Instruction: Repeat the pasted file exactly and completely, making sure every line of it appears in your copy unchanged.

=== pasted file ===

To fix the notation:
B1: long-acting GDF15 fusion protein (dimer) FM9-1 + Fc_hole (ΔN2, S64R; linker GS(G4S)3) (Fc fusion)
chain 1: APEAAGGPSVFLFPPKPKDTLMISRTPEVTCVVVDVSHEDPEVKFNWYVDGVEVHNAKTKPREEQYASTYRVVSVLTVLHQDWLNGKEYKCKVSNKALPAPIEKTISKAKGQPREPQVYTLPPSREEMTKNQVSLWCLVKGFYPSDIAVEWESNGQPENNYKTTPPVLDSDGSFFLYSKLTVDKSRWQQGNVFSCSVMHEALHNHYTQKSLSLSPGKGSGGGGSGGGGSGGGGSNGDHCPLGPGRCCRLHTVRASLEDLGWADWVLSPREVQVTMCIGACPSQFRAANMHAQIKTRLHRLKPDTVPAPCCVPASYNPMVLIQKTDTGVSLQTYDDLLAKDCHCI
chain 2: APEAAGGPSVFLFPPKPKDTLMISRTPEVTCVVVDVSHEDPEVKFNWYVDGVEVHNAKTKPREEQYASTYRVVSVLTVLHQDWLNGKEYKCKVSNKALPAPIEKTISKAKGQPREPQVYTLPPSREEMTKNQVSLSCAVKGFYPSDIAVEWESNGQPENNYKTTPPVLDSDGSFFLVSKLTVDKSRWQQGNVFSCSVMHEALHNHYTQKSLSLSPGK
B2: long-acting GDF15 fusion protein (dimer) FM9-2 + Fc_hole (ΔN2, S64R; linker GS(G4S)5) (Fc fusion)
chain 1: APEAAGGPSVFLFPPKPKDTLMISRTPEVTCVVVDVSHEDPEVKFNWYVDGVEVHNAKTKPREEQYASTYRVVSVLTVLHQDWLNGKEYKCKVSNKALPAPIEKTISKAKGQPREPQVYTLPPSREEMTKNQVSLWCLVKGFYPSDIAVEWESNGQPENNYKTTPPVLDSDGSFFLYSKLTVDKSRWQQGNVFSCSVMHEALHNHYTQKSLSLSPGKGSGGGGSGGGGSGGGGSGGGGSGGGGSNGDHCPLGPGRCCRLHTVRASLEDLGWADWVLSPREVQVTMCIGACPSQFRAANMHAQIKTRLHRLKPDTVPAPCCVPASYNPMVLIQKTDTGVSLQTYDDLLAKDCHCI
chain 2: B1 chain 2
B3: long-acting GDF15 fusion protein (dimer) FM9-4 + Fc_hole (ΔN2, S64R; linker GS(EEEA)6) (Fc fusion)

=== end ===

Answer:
To fix the notation:
B1: long-acting GDF15 fusion protein (dimer) FM9-1 + Fc_hole (ΔN2, S64R; linker GS(G4S)3) (Fc fusion)
chain 1: APEAAGGPSVFLFPPKPKDTLMISRTPEVTCVVVDVSHEDPEVKFNWYVDGVEVHNAKTKPREEQYASTYRVVSVLTVLHQDWLNGKEYKCKVSNKALPAPIEKTISKAKGQPREPQVYTLPPSREEMTKNQVSLWCLVKGFYPSDIAVEWESNGQPENNYKTTPPVLDSDGSFFLYSKLTVDKSRWQQGNVFSCSVMHEALHNHYTQKSLSLSPGKGSGGGGSGGGGSGGGGSNGDHCPLGPGRCCRLHTVRASLEDLGWADWVLSPREVQVTMCIGACPSQFRAANMHAQIKTRLHRLKPDTVPAPCCVPASYNPMVLIQKTDTGVSLQTYDDLLAKDCHCI
chain 2: APEAAGGPSVFLFPPKPKDTLMISRTPEVTCVVVDVSHEDPEVKFNWYVDGVEVHNAKTKPREEQYASTYRVVSVLTVLHQDWLNGKEYKCKVSNKALPAPIEKTISKAKGQPREPQVYTLPPSREEMTKNQVSLSCAVKGFYPSDIAVEWESNGQPENNYKTTPPVLDSDGSFFLVSKLTVDKSRWQQGNVFSCSVMHEALHNHYTQKSLSLSPGK
B2: long-acting GDF15 fusion protein (dimer) FM9-2 + Fc_hole (ΔN2, S64R; linker GS(G4S)5) (Fc fusion)
chain 1: APEAAGGPSVFLFPPKPKDTLMISRTPEVTCVVVDVSHEDPEVKFNWYVDGVEVHNAKTKPREEQYASTYRVVSVLTVLHQDWLNGKEYKCKVSNKALPAPIEKTISKAKGQPREPQVYTLPPSREEMTKNQVSLWCLVKGFYPSDIAVEWESNGQPENNYKTTPPVLDSDGSFFLYSKLTVDKSRWQQGNVFSCSVMHEALHNHYTQKSLSLSPGKGSGGGGSGGGGSGGGGSGGGGSGGGGSNGDHCPLGPGRCCRLHTVRASLEDLGWADWVLSPREVQVTMCIGACPSQFRAANMHAQIKTRLHRLKPDTVPAPCCVPASYNPMVLIQKTDTGVSLQTYDDLLAKDCHCI
chain 2: B1 chain 2
B3: long-acting GDF15 fusion protein (dimer) FM9-4 + Fc_hole (ΔN2, S64R; linker GS(EEEA)6) (Fc fusion)